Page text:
On Thu, Feb 24, 2011 at 11:31 AM, Federico Mena Quintero <feder...@gnome.org
> wrote:

> On Wed, 2011-02-23 at 16:34 -0500, Marina Zhurakhinskaya wrote:
> > While the close operation is common, it's not frequent, and therefore
> > might not require visual representation on-screen all the time.
> Huh, I use the Close button pretty frequently.  I guess I'm still
> scarred from when Esc didn't work in every dialog by default.

Me too.  I don't do file->quit since it's a lot easier to access the close
button.  But not all apps behave the same unfortunately.

> > Both the application menu in the top bar and the close buttons in the
> > overview are well discoverable. Right now, the application menu has
> > one Quit option, and the user actually needs to make a decision
> > whether they want to fully quit the application with all its windows
> > before going for that option. Having both Quit and Close Window (if
> > applicable) options in that menu would inform the user of the choice
> > they have and allow to use that feature as the central way of closing
> > a window or an application.
> My main problem with removing the Close button is a combination of
> things:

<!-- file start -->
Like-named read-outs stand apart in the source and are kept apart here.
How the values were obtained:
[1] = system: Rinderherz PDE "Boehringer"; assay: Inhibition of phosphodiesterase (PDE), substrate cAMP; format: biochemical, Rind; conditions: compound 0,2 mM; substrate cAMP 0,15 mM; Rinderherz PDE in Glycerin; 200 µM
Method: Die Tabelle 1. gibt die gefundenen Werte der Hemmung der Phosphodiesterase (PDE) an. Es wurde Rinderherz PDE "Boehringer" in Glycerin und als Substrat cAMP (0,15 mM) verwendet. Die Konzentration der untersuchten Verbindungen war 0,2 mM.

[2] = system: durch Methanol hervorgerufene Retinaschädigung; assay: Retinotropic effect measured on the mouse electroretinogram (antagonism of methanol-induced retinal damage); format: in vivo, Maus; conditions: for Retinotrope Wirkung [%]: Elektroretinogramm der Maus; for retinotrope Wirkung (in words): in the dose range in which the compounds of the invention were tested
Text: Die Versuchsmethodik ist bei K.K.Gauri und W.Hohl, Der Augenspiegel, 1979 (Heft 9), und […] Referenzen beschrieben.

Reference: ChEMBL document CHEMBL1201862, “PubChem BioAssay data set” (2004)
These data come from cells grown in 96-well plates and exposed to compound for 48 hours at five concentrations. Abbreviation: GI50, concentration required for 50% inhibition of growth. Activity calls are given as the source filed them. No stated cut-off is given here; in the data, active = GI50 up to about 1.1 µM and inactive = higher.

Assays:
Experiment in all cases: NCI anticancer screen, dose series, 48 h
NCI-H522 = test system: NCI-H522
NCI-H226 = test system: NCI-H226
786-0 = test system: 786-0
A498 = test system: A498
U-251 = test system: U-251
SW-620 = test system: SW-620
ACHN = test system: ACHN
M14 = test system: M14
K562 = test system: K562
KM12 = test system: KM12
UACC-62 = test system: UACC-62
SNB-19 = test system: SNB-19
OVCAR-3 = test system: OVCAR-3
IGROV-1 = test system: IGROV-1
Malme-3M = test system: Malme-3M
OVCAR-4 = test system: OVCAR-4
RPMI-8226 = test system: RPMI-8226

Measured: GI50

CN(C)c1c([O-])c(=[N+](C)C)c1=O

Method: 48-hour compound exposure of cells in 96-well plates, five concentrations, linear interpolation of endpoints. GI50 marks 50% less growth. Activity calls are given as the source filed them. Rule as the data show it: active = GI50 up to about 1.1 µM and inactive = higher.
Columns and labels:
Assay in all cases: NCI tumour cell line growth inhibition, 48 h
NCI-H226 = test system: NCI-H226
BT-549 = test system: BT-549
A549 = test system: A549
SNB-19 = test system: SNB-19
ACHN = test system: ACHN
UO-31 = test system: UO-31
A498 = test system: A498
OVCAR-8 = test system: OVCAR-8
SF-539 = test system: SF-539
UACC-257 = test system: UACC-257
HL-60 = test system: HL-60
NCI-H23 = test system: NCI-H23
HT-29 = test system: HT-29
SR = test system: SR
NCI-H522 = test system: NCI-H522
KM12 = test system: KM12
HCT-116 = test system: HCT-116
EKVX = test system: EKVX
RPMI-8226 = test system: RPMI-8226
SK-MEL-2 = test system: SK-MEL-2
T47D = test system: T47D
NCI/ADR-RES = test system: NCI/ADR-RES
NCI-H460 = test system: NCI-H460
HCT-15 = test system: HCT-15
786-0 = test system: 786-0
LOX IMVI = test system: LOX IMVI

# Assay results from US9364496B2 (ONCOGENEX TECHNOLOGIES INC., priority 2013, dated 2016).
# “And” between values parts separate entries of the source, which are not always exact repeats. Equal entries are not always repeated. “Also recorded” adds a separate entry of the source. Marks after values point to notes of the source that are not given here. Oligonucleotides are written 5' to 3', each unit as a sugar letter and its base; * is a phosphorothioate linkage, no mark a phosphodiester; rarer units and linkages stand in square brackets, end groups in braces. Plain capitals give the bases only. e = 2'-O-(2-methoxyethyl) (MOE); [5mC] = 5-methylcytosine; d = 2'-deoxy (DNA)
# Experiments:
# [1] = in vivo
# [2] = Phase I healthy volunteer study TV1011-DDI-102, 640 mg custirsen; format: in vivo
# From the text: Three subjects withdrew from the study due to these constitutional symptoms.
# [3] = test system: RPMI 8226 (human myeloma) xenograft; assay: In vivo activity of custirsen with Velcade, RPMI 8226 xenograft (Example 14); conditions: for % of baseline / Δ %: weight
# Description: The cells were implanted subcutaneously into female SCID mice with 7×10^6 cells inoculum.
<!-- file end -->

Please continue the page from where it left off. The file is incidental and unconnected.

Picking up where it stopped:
> - The Close button is relevant to a single window.  It's nicely *in* the
> window right now.  Your proposal would put it far away from the window
> (thus losing context), and would make it not immediately visible (you'd
> need to open the app menu first - probably discoverable, as you say, but
> far from obvious).  My experience with non-technical users (say, my
> wife) is that if they don't see something on the screen, they won't know
> that that something is actually available.

There are some apps where using the "quit" button won't make sense.
 Terminals being the foremost one.  I believe for gnome-terminal they are
still using the same factory so a quit on terminal it remove all terminals,

As a new user I think I would feel pretty intimidated if I got a bunch of
windows that didn't have a close button.  It would require some training for
them to use the other method because just about every other UI out there
uses a close button and is an established UI.  Combined with the fact that
there are exceptions like the terminal, I think that would lead to some

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